There are few more loose ends to tie up, but I know what needs to be done and it will take a few more days. We learned a lot of stuff from the backpack misadventure. I had never made a collect call before and I discovered that in Spain, you need to have a collect code. The hotel gave me the wrong code, so my calls did not go through. Out of desperation, I just dialed the numbers from our hotel room and charged them to the bill, and the calls went through. We should have had an international calling card to use, it would have made the "collect call" fiasco disappear. I learned that Western Union will transfer funds to you, but you need a Transaction Number to get the funds. My insurance company forgot to give me the Transaction Number. You also have to have the funds sent in your "passport name" not your first and last name. The funds were sent to my first and last name, but my passport has a middle name at first Western Union was not going to give us the money. That was an interesting call to make, and another story, and this is getting far too long.

I'm pleased I had a little bit of Spanish. Between my "broken" Spanish and their "broken" English, we were able to communicate. By the third day, I was getting pretty good at coming up with the words I wanted to say WHEN I wanted to say them. I even expressed anger at a taxi driver! I was surprised when the correct Spanish words just came flying out of my mouth!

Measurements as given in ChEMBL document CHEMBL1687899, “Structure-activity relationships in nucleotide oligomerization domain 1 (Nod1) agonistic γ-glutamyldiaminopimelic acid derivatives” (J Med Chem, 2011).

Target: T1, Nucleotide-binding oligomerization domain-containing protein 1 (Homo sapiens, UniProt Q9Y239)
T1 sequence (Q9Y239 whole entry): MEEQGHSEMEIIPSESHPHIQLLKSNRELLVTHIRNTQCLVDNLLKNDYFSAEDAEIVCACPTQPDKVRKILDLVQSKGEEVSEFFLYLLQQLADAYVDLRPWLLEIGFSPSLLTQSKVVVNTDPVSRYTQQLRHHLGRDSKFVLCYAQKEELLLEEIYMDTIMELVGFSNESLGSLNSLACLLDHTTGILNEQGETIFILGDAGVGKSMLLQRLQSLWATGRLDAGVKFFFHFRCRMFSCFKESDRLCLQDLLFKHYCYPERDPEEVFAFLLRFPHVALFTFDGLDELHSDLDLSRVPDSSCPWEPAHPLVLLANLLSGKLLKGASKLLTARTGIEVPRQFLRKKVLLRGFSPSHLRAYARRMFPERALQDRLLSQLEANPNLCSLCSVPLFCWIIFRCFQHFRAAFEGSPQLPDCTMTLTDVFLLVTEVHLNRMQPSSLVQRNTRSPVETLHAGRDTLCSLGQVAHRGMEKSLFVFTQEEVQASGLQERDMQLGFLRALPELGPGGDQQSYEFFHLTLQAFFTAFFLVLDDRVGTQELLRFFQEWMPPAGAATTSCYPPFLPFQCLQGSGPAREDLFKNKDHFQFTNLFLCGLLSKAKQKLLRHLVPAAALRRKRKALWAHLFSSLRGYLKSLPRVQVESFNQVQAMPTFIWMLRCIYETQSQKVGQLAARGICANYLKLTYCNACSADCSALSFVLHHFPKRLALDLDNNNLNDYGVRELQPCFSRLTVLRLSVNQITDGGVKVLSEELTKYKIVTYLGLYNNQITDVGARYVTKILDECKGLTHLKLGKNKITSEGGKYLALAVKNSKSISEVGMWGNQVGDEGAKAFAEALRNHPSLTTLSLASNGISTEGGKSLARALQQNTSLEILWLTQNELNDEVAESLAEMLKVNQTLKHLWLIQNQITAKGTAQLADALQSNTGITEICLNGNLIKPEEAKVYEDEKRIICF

We're going to be on dry land for awhile. The next big adventure will be a 32 day cruise that starts in Bangkok at the end of December. We'll be very ready for that adventure, but right now, we are licking our "wounds" and thanking our lucky stars that we did not get hurt and only things were taken. We are stronger than we were....but why did this have to happen in the first place? I don't think anyone has an answer to that question.

Thursday, November 5, 2009

One More Red Carpet Lounge (RCL)

We're on the road again. This time we're at the RCL in SFO. This RCL is 3000% better than the RCL in Denver which we visited in September. It's serene, clean, quiet, just plain nice. Did I say it was CLEAN. Right now there are more big screen TVs in the lounge than there are people.

Getting here was a bit of a challenge. The TSA lines were horrible and nothing seemed to move with ease...then came the ritual undressing (I guess I should say the security check) -- off with the shoes, jacket, backpack, computer, purse--What would it look like to have naked people in the lines? Somehow the picture of middle aged travelers standing in their birthday suits conjures up an image that the world is not ready to see.

Next stop is Frankfurt, then Madrid, then Malaga. In Malaga we pick up a rental car and drive to our hotel. That will be interesting. We need to find the car, then find the hotel. Watch this space to see how well we do.

A note to WeedWoman--I have the traveling sweater with me. I'll take pix along the way documenting the journey. When we see you next, that sweater will be well traveled! Should I have a sticker or patch or button for each location??

Monday, November 2, 2009

Rain in Spain?

View of Malaga from the Alcazar